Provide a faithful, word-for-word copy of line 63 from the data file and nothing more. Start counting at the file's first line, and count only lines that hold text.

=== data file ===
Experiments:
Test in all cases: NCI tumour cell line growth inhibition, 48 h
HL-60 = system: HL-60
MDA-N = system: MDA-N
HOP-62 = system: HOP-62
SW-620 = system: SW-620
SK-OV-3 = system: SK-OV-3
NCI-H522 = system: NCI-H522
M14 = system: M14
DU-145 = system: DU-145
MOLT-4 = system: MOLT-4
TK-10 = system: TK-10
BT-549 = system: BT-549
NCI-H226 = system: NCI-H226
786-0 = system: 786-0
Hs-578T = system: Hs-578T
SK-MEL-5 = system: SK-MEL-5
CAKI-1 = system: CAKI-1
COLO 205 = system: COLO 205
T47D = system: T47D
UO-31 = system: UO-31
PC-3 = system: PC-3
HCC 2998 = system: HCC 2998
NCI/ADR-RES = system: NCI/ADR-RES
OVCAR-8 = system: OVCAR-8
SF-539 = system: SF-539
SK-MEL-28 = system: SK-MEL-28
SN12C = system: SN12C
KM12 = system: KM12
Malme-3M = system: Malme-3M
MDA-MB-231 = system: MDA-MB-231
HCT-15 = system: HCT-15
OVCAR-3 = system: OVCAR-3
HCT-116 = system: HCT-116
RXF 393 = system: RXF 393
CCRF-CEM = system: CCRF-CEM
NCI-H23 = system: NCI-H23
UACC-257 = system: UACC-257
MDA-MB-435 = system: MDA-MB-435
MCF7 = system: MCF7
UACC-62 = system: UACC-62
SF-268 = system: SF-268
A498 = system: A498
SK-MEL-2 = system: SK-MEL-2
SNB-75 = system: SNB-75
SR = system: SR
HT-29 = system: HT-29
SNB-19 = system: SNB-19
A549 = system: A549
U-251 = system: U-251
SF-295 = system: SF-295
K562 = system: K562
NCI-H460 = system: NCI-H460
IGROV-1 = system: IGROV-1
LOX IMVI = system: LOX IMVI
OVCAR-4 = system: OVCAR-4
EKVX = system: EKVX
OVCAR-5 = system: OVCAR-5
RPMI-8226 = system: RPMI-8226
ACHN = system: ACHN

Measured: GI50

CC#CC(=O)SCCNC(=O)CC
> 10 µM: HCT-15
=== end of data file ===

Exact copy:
> 10 µM: HCT-15